This paper examines the perceived speech intelligibility of English, Polish, Arabic, and Mandarin and, more generally, the soundscape associated to multilingual environments. Listening tests were used to evaluate three acoustic environments (an airport, a hospital, and a café) under three room acoustic conditions defined by a different speech transmission index (STI) (STI=0.4, 0.5 and 0.6). In the tests, participants rated eleven semantic attributes representative of speech perception and the overall soundscape (speech intelligibility, speech level, speech pleasantness, noisiness, annoyance, relaxation, comfort, environment pleasantness, eventfulness, excitement, and familiarity). Results obtained indicate that inter-language comparisons based on perceived speech intelligibility are different from those obtained from objective speech intelligibility tests. Noticeably, English participants were found to be most sensitive to changes in room acoustic conditions and to meaningful and distractive noise sources, whilst Arab participants were least sensitive to changes in room acoustic conditions and more tolerant to noise. Perceived speech intelligibility correlated significantly with non-acoustical factors (speech pleasantness, comfort and environment pleasantness), and ‘emotional factors’ (annoyance, relaxation, comfort and environment pleasantness) explained a large portion of the variance in soundscape assessment. Results also showed that language affected the perceived speech intelligibility marginally (p = 0.051) and noisiness significantly (p = 0.047), the latter being the best indicator of cultural variations amongst the attributes tested. Overall, the study shows that designing for speech intelligibility cannot be solely based on room acoustic parameters, especially in the case of multi-lingual environments.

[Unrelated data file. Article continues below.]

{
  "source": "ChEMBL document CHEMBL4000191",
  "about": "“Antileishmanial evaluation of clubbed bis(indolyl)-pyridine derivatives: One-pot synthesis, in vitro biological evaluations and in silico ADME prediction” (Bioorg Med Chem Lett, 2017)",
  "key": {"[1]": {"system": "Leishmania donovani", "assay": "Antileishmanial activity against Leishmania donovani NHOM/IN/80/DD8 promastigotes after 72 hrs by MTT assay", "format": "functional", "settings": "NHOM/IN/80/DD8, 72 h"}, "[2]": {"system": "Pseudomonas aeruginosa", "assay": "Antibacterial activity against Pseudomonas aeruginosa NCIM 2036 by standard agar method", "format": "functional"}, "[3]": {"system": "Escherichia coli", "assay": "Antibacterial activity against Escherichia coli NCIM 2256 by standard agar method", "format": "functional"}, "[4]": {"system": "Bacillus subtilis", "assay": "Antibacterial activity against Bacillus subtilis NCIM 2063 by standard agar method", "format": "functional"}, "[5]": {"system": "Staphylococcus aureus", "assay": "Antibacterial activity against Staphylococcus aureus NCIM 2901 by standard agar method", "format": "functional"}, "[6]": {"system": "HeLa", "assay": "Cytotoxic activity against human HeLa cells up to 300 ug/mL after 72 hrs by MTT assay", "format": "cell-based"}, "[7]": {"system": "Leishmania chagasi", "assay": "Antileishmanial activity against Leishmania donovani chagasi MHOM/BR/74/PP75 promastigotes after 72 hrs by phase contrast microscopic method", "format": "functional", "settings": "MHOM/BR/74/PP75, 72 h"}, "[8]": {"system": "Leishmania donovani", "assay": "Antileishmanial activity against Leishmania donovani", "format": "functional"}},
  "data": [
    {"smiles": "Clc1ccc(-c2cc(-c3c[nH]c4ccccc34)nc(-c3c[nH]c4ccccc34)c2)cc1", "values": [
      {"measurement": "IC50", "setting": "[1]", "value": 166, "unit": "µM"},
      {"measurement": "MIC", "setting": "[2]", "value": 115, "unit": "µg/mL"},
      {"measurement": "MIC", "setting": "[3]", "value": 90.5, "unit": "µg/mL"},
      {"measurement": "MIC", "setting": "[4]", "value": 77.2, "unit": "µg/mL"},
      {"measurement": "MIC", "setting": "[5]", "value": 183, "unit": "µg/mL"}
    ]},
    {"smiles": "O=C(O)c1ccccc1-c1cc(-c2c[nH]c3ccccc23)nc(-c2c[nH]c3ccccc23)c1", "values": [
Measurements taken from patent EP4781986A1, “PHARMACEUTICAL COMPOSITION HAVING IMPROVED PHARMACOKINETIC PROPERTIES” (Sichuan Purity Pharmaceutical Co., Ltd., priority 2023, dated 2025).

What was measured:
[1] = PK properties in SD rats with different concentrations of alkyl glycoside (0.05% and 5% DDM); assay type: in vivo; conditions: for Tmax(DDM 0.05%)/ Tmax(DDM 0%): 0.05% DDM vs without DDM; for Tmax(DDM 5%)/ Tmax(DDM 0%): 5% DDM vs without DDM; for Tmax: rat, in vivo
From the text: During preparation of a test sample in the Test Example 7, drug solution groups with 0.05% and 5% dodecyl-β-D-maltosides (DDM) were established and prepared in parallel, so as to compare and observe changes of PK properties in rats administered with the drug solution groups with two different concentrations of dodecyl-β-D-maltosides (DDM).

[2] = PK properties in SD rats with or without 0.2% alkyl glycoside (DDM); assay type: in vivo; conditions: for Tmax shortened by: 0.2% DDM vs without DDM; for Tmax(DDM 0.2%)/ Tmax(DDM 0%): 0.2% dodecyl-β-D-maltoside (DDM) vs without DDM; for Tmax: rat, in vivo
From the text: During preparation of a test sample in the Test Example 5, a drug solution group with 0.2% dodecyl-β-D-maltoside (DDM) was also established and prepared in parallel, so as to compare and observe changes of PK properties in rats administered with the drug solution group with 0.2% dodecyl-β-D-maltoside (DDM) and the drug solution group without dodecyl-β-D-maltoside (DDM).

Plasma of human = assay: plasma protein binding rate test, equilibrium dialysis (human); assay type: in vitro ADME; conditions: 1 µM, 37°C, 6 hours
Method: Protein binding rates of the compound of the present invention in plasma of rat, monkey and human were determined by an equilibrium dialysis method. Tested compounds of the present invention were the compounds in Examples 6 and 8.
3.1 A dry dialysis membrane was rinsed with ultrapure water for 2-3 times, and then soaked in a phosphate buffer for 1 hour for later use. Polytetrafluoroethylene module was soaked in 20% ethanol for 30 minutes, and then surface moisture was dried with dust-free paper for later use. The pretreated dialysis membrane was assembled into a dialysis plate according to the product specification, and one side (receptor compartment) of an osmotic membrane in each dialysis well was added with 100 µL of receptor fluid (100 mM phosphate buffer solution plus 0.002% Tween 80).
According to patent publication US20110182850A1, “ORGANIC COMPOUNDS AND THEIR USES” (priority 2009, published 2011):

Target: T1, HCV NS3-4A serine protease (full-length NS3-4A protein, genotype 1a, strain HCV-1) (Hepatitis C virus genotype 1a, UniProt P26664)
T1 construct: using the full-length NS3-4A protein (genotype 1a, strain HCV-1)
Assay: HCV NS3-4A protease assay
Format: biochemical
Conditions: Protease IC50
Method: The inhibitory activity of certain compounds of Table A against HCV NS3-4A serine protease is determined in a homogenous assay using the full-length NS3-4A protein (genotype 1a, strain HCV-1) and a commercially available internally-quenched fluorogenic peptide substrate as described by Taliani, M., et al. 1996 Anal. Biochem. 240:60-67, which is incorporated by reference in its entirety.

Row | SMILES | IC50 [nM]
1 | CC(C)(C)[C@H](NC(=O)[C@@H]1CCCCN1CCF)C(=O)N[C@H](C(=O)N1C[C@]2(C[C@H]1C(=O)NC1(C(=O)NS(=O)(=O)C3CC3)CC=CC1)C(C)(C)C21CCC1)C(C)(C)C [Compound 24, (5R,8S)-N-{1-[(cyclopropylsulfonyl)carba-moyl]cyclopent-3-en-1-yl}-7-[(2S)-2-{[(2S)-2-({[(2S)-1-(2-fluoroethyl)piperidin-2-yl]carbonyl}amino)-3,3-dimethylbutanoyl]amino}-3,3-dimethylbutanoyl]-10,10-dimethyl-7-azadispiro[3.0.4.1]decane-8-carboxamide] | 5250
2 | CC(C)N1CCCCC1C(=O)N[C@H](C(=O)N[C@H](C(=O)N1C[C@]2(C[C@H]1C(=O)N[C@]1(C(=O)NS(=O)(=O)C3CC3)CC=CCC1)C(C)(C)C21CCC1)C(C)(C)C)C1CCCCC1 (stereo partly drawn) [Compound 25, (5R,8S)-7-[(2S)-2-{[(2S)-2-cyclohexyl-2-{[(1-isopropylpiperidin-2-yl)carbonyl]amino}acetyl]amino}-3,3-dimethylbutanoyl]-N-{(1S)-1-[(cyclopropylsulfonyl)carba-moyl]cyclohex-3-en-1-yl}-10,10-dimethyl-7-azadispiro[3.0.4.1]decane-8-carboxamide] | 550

- Room acoustics
- Speech intelligibility
- Speech perception
ASJC Scopus subject areas
- Acoustics and Ultrasonics
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- School of Energy, Geoscience, Infrastructure and Society, Institute for Sustainable Building Design - Assistant Professor
- School of Energy, Geoscience, Infrastructure and Society - Assistant Professor
Person: Academic (Research & Teaching)